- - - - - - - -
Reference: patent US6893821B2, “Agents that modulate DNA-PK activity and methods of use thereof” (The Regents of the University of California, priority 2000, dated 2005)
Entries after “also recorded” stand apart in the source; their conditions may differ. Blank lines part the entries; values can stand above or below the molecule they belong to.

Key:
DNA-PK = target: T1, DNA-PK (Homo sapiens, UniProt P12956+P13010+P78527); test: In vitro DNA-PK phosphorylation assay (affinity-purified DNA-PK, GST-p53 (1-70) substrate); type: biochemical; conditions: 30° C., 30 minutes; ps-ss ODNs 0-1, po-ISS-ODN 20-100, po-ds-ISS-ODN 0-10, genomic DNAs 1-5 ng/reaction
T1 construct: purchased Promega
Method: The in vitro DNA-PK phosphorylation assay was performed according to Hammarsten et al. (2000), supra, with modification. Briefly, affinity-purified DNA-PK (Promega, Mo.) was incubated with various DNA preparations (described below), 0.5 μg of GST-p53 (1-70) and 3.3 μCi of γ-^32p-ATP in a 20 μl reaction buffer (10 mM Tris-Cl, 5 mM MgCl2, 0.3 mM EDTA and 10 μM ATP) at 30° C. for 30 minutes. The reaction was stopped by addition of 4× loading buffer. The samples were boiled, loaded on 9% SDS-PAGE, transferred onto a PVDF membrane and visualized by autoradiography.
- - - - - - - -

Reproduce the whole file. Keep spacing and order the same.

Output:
Reference: patent US6893821B2, “Agents that modulate DNA-PK activity and methods of use thereof” (The Regents of the University of California, priority 2000, dated 2005)
Entries after “also recorded” stand apart in the source; their conditions may differ. Blank lines part the entries; values can stand above or below the molecule they belong to.

Key:
DNA-PK = target: T1, DNA-PK (Homo sapiens, UniProt P12956+P13010+P78527); test: In vitro DNA-PK phosphorylation assay (affinity-purified DNA-PK, GST-p53 (1-70) substrate); type: biochemical; conditions: 30° C., 30 minutes; ps-ss ODNs 0-1, po-ISS-ODN 20-100, po-ds-ISS-ODN 0-10, genomic DNAs 1-5 ng/reaction
T1 construct: purchased Promega
Method: The in vitro DNA-PK phosphorylation assay was performed according to Hammarsten et al. (2000), supra, with modification. Briefly, affinity-purified DNA-PK (Promega, Mo.) was incubated with various DNA preparations (described below), 0.5 μg of GST-p53 (1-70) and 3.3 μCi of γ-^32p-ATP in a 20 μl reaction buffer (10 mM Tris-Cl, 5 mM MgCl2, 0.3 mM EDTA and 10 μM ATP) at 30° C. for 30 minutes. The reaction was stopped by addition of 4× loading buffer. The samples were boiled, loaded on 9% SDS-PAGE, transferred onto a PVDF membrane and visualized by autoradiography.